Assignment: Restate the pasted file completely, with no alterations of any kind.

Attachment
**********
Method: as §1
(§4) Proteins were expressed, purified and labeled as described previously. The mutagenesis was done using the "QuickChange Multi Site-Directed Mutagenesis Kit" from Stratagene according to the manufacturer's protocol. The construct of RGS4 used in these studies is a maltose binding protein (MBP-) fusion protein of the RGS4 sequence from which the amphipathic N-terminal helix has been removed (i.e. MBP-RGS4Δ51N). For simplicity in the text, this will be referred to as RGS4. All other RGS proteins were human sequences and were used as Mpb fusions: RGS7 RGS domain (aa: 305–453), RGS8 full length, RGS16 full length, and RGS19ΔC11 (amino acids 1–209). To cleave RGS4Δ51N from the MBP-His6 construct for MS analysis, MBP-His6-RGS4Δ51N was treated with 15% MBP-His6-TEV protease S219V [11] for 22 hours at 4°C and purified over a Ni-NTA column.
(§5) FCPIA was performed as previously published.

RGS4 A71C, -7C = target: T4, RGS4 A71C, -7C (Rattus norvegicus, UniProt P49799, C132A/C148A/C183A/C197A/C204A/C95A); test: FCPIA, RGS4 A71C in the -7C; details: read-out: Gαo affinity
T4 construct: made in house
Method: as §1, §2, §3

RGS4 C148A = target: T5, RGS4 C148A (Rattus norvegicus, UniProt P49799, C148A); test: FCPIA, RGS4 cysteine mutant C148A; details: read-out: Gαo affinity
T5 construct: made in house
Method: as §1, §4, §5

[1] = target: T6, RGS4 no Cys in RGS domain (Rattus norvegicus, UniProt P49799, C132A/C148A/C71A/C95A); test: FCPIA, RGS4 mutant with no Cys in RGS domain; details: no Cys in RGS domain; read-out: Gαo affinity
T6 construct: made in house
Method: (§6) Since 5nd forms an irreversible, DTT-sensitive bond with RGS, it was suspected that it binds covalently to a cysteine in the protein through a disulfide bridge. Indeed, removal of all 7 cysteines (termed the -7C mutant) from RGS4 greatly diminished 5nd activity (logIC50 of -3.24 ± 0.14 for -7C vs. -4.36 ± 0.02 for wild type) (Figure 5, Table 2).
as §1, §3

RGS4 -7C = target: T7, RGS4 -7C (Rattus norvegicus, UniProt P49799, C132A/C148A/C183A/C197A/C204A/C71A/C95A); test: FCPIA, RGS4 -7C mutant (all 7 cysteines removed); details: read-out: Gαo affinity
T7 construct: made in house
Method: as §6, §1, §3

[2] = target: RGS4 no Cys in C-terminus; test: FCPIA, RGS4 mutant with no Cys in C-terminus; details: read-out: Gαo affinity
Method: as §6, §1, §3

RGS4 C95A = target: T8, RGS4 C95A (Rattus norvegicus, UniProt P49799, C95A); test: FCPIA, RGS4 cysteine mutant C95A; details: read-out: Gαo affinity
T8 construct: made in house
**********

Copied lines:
Method: as §1
(§4) Proteins were expressed, purified and labeled as described previously. The mutagenesis was done using the "QuickChange Multi Site-Directed Mutagenesis Kit" from Stratagene according to the manufacturer's protocol. The construct of RGS4 used in these studies is a maltose binding protein (MBP-) fusion protein of the RGS4 sequence from which the amphipathic N-terminal helix has been removed (i.e. MBP-RGS4Δ51N). For simplicity in the text, this will be referred to as RGS4. All other RGS proteins were human sequences and were used as Mpb fusions: RGS7 RGS domain (aa: 305–453), RGS8 full length, RGS16 full length, and RGS19ΔC11 (amino acids 1–209). To cleave RGS4Δ51N from the MBP-His6 construct for MS analysis, MBP-His6-RGS4Δ51N was treated with 15% MBP-His6-TEV protease S219V [11] for 22 hours at 4°C and purified over a Ni-NTA column.
(§5) FCPIA was performed as previously published.

RGS4 A71C, -7C = target: T4, RGS4 A71C, -7C (Rattus norvegicus, UniProt P49799, C132A/C148A/C183A/C197A/C204A/C95A); test: FCPIA, RGS4 A71C in the -7C; details: read-out: Gαo affinity
T4 construct: made in house
Method: as §1, §2, §3

RGS4 C148A = target: T5, RGS4 C148A (Rattus norvegicus, UniProt P49799, C148A); test: FCPIA, RGS4 cysteine mutant C148A; details: read-out: Gαo affinity
T5 construct: made in house
Method: as §1, §4, §5

[1] = target: T6, RGS4 no Cys in RGS domain (Rattus norvegicus, UniProt P49799, C132A/C148A/C71A/C95A); test: FCPIA, RGS4 mutant with no Cys in RGS domain; details: no Cys in RGS domain; read-out: Gαo affinity
T6 construct: made in house
Method: (§6) Since 5nd forms an irreversible, DTT-sensitive bond with RGS, it was suspected that it binds covalently to a cysteine in the protein through a disulfide bridge. Indeed, removal of all 7 cysteines (termed the -7C mutant) from RGS4 greatly diminished 5nd activity (logIC50 of -3.24 ± 0.14 for -7C vs. -4.36 ± 0.02 for wild type) (Figure 5, Table 2).
as §1, §3

RGS4 -7C = target: T7, RGS4 -7C (Rattus norvegicus, UniProt P49799, C132A/C148A/C183A/C197A/C204A/C71A/C95A); test: FCPIA, RGS4 -7C mutant (all 7 cysteines removed); details: read-out: Gαo affinity
T7 construct: made in house
Method: as §6, §1, §3

[2] = target: RGS4 no Cys in C-terminus; test: FCPIA, RGS4 mutant with no Cys in C-terminus; details: read-out: Gαo affinity
Method: as §6, §1, §3

RGS4 C95A = target: T8, RGS4 C95A (Rattus norvegicus, UniProt P49799, C95A); test: FCPIA, RGS4 cysteine mutant C95A; details: read-out: Gαo affinity
T8 construct: made in house